AmeriServ Financial, Johnstown, PA (ASRV)

An Extreme Case of Under the Radar


I'll admit, AmeriServ doesn't fall into either of the categories I usually write about: This bank is no "five star performer." Nor is it a "mismanaged underperformer." It is, however, a pretty good bank that is trading for way below book value with not a single Wall Street analyst following it. Which makes it a great "seize the moment," no-brainer kind of buy for the enterprising investor.

Disclosure: As of this posting, I own shares of ASRV and may subsequently either dispose of them or purchase more.

Prospective Buyers
I'd say these acquisition-minded banks in particular should be looking at this bargain billion dollar bank buy in their backyard.
F.N.B. Corp - Hermitage, PA (FNB)
First Niagara Financial Group - Buffalo, NY (FNFG)
Northwest Bancshares, Inc - Warren, PA (NWBI)
Financial Snapshot
(as of 09/30/2013)

Total assets:
$1.04B
Tangible book value per share:
$4.09
NPAs to assets:
0.42%
Price to book:
64.1%
Market cap:
$57.3M
Dividend yield:
1.3%
Trailing 12-month return on assets:
0.4%
Trailing 12-month return on equity:
5.0%
TARP:
$0*
*Repaid $20M in 2011
The Crew
Craig Ford, Chairman
Glenn Wilson, President and CEO
Jeffrey Stopko, Executive VP and CFO
The Skinny
This is a pretty good bank. AmeriServ has enjoyed 14 profitable quarters in a row, is getting fee income from its trust and advisory business, and has a strong credit culture wherein NPAs haven't exceeded 2% of assets for as long as I can tell.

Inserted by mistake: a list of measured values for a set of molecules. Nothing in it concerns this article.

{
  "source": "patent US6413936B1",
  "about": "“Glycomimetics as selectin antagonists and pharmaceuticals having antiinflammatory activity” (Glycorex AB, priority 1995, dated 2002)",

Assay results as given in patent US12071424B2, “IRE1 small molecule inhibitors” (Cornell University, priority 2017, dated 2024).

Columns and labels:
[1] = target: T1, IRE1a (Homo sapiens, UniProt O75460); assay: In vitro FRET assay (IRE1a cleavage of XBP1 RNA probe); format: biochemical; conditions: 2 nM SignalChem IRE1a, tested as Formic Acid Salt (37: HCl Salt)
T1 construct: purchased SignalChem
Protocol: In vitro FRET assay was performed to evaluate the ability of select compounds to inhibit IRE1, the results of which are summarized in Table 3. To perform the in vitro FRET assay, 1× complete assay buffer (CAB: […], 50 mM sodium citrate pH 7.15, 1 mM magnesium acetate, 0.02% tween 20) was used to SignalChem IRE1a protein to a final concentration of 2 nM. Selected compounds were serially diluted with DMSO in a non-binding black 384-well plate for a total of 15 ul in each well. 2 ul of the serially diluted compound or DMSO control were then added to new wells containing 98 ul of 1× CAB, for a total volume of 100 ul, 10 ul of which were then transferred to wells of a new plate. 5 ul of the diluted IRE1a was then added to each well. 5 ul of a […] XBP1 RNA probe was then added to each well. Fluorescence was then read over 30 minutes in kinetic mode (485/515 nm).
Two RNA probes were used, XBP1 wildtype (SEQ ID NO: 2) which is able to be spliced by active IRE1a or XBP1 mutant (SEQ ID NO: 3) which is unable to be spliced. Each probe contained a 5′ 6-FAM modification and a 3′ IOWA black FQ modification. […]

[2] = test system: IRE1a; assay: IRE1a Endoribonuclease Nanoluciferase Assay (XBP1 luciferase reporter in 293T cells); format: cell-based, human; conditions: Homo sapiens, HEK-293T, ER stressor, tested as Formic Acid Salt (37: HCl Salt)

Insiders know what an opportunity they have here. Insider ownership of ASRV is pretty high at 8.3% and growing. There have been 26 insider buys in the open market in the past year alone, and zero sells.

An acquiring bank could make money here.  The buyer could afford to pay a 25% premium to book value, because — assuming the requisite efficiencies obtained in a merger — the acquisition would be immediately accretive to both book value and earnings.  

Any investor can make money here! AmeriServ pays a decent dividend, and even without an acquirer in the story, there's a more than fair chance your investment would double in value, because it's only a matter of time before the market recognizes this bank for what it is. 
Sources
  • Confidential interviews with shareholders